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APPEA hits back at IEEFA

Earlier this month, the Institute for Energy Economics and Financial Analysis (IEEFA) released Towards a Domestic Gas Reservation in Australia, which suggested big gas producers in Australia had been taking advantage of customers and the solution to bringing down prices was a full domestic gas reservation policy fixing prices at $5/GJ.

The Australian Petroleum Production and Exploration Association (APPEA) has hit back at the claims in the report, particularly the view that Australia’s high electricity prices are caused principally by high gas prices.

“Gas does not set the price of electricity across the national energy market in Australia,” said APPEA Chief Executive Andrew McConville.

“There are many reasons why Australia has electricity affordability issues, including that wholesale and retail markets are too concentrated; poorly designed regulation and policy have added significant costs to electricity bills.

“Prices for new supply have risen as a result of rising production costs and supply restriction caused by the impact of bans and moratoriums in southern states.”

Mr McConville said IEFFA included misleading information in the report about Australia’s gas prices compared to other countries, citing a recent survey by the International Gas Union (IGU) which found Australia paid below the average amount in comparison to Asia.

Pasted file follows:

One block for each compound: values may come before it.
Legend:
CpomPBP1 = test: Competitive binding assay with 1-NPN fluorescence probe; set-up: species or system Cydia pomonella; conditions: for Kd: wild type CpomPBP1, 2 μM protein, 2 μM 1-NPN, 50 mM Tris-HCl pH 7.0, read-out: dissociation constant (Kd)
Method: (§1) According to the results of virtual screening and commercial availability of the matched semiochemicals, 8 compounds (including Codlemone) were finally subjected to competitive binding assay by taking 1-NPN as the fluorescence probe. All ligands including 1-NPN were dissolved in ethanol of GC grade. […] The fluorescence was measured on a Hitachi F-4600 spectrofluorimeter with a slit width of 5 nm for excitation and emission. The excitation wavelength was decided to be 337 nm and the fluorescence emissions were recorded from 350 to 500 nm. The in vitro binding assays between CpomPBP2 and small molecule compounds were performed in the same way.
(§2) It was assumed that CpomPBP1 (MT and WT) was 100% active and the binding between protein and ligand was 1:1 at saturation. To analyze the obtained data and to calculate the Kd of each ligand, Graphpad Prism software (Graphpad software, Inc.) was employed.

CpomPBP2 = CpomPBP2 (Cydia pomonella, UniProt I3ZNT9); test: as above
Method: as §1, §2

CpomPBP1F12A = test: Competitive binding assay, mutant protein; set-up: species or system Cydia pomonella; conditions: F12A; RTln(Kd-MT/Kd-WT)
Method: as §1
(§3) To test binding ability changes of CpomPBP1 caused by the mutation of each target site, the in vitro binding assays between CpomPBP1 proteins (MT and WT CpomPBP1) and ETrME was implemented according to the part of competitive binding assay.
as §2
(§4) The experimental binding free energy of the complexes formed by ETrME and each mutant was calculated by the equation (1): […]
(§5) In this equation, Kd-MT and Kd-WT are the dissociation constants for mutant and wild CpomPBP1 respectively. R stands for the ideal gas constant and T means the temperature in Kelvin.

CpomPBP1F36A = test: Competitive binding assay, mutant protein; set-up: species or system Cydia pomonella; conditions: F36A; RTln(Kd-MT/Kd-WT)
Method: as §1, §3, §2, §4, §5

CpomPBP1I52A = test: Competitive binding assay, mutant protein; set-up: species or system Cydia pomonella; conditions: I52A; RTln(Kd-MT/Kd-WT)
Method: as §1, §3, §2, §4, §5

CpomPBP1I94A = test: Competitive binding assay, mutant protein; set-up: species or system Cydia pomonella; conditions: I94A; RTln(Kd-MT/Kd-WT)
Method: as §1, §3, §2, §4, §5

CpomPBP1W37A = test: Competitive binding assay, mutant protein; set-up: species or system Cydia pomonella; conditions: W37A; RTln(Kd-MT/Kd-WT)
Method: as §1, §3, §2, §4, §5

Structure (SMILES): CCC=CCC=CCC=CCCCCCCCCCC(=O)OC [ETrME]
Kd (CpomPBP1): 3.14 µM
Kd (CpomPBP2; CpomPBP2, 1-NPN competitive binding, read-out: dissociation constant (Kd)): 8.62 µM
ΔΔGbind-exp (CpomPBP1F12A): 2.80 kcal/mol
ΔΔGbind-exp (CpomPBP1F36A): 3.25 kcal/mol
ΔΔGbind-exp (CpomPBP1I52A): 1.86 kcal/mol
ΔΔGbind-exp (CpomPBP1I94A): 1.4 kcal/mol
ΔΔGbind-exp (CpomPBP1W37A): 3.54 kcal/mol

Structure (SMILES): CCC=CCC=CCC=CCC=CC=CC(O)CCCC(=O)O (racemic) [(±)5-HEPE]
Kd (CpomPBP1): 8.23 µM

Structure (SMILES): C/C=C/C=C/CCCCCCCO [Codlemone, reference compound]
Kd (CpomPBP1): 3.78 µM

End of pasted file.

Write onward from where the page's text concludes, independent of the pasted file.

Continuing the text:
Additionally, Mr McConville said Australia needed to follow the leads of countries like Canada and the US where the gas markets set wholesale prices, rather than enact a gas reservation policy.

“These nations do this for a good reason; gas reservation actually makes worse the situation it’s supposed to fix,” he said.

“A domestic gas reservation policy would act as an implicit tax on Australian gas production that diminishes incentives to invest in future gas production and exploration.

“The best way to create downward pressure on gas prices is more gas, not more regulation.”

The Federal Government is currently investigating ways to decrease gas prices on the east coast, where customers can currently pay up to $7 more than in Western Australia.

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